PHILADELPHIA — A team led by physicists at the University of Pennsylvania and physicians at the University’s Perelman School of Medicine has been awarded a two-year, $2 million grant by the National Institutes of Health (NIH) National Center for Advancing Translational Sciences for the development of a handheld device that can detect the signature “odor” of people with COVID-19, the illness caused by the coronavirus SARS-CoV-2.
A.T. Charlie Johnson, PhD, Rebecca W. Bushnell Professor of Physics and Astronomy
Infections with the coronavirus are currently spreading at a rate of more than a million new recorded cases every three days, as the worldwide case total approaches 100 million. In the United States more than 350,000 people have succumbed to COVID-19. Although vaccination campaigns have begun, the development of herd immunity and the quelling of the pandemic may take years, and in the meantime there will be a pressing need for methods to detect people with COVID-19 in public spaces to better protect healthy individuals from exposure to the virus.
The Penn and Penn Medicine researchers envision their “sniffer” device as one such tool. Preliminary tests using clothing from 30 people with or without COVID-19 indicate that it detects the chemical signature of a COVID-19-positive person with more than 90 percent sensitivity, and correctly detects COVID-19 negatives at a similar rate — with results being available in seconds.
“Our goal is a system that can be easily and cost-effectively deployed in workplaces, restaurants, retail stores, stadiums — anywhere — to help get the world back to something that resembles normal,” said project principal investigator A. T. Charlie Johnson, PhD, the Rebecca W. Bushnell Professor of Physics and Astronomy at Penn.
“We’re hoping to scale this up rapidly, and we think the technology could be useful not just against COVID-19 but also against future pandemic illnesses,” said co-investigator Benjamin Abella, MD, MPhil, a professor of Emergency Medicine at Penn Medicine.
The Penn academic research team is collaborating with VOC Health Inc. on this project to further develop the technology and potential product applications. “We’re pleased to collaborate with Dr. Johnson and his team to help develop the lab-bench device, systems and methods needed to make this technology more widely available. That is, small, durable, easy to operate and should be able to be mass produced quickly,” says Richard Postrel, CEO and Chief Innovation Officer of VOC Health.
Benjamin Abella, MD, MPhil, a professor of Emergency Medicine
Humans, like other animals, breathe out and emit from their skin various carbon-based chemical compounds that are byproducts of bodily processes and exist as gases at ordinary room temperatures. Some of these volatile organic compounds, or VOCs, are detectable by the human nose as body odor. Other VOCs are not sensed by humans, although they may be detectable by other animals. In part due to reports of dogs, cats and other animals using their powerful senses of smell to detect diseases in humans, researchers in recent decades have been developing electronic sniffer devices that can accomplish similar feats. In principle, different diseases alter bodily processes in distinctive ways, resulting in distinctive VOC signatures that such sniffer devices could detect for diagnostic or mass screening purposes.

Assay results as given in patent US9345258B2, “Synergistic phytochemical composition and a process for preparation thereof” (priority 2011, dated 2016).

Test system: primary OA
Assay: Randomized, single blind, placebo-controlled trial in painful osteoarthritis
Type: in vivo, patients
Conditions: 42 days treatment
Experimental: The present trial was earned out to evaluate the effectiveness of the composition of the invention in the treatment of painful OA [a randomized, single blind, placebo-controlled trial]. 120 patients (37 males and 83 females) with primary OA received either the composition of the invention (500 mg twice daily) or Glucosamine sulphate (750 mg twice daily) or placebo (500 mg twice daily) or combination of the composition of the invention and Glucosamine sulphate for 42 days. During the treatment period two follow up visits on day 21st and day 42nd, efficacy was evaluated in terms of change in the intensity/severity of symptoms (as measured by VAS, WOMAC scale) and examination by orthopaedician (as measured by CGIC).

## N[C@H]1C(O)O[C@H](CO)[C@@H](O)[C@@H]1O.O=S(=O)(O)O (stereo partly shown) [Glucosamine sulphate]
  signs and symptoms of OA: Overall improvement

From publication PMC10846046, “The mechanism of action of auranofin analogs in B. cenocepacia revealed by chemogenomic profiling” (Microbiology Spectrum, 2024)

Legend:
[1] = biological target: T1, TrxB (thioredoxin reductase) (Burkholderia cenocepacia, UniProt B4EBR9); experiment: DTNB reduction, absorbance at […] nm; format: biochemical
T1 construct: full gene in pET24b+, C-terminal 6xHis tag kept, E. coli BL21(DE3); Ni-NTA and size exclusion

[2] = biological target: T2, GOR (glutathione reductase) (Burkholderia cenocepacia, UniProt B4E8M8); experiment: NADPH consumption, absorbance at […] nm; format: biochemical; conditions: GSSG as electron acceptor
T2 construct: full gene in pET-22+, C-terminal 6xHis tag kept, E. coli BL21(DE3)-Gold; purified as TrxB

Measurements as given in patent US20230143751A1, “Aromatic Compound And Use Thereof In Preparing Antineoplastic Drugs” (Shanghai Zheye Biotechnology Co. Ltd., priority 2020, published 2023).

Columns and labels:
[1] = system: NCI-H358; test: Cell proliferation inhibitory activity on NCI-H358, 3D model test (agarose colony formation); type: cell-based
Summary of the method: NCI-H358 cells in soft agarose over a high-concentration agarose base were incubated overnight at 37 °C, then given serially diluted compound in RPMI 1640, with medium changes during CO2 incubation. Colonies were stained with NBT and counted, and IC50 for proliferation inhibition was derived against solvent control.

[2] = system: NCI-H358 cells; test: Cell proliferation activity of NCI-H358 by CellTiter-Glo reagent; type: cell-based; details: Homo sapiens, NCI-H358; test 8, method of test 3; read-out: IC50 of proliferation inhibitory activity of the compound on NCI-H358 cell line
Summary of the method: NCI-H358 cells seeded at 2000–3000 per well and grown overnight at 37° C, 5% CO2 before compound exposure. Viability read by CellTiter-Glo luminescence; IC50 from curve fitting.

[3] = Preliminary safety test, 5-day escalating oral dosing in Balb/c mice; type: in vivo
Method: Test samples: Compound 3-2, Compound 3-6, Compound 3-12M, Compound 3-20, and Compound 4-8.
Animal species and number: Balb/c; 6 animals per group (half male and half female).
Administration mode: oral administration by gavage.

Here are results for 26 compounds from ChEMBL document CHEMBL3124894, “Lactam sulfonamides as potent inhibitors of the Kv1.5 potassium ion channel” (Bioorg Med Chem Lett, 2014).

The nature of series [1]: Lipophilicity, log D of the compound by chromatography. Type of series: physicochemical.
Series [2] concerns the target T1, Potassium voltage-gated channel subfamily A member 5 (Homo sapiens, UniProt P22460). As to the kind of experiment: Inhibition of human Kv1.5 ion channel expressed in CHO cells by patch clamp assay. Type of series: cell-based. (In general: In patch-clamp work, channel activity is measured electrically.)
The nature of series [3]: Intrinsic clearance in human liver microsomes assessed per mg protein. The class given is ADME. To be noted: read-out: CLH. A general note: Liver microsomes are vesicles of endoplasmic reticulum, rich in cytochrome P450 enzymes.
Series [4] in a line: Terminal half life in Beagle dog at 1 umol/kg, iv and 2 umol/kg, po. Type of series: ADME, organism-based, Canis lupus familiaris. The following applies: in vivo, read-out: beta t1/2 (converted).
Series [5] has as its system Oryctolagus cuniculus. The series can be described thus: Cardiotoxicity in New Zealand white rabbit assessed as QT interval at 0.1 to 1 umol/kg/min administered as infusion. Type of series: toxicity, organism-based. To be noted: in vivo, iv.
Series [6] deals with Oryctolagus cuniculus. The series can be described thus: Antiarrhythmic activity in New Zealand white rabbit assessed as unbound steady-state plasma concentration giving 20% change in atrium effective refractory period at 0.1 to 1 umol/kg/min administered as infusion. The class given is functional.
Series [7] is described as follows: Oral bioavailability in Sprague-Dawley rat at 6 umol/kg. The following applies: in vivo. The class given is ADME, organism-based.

The sniffer device that will be prototyped and tested under the new grant uses a nano-sensor array that was developed in the Johnson lab and can detect VOCs in the air close to people or their clothing.
The team will collect t-shirts from people with and without COVID-19, and will use them to optimize the set of chemical sensors and train an AI algorithm to identify and recognize a COVID-19 VOC signature. This effort will involve multiple collaborators, including Kenneth G. Furton, PhD, chemistry professor and Provost at Florida International University, whose lab will chemically analyze VOCs from the t-shirt samples to more precisely define the COVID-19 signature.
The researchers expect within a year to start testing their prototype device on consenting patients in the emergency department at the Hospital of the University of Pennsylvania. By the end of the two-year grant period, they hope to be ready to apply for Food and Drug Administration clearance.
The team also includes Carrie Lynn Kovarik, MD, a professor of Dermatology, Cynthia Otto, DVM, PhD, a professor at the School of Veterinary Medicine, Lyle H. Ungar, PhD, a professor of Computer and Information Science, and Ian Hunter, PhD, Chief Engineering Advisor at VOC Health.
Penn Medicine is one of the world’s leading academic medical centers, dedicated to the related missions of medical education, biomedical research, excellence in patient care, and community service. The organization consists of the University of Pennsylvania Health System and Penn’s Raymond and Ruth Perelman School of Medicine, founded in 1765 as the nation’s first medical school.
The Perelman School of Medicine is consistently among the nation's top recipients of funding from the National Institutes of Health, with $550 million awarded in the 2022 fiscal year. Home to a proud history of “firsts” in medicine, Penn Medicine teams have pioneered discoveries and innovations that have shaped modern medicine, including recent breakthroughs such as CAR T cell therapy for cancer and the mRNA technology used in COVID-19 vaccines.
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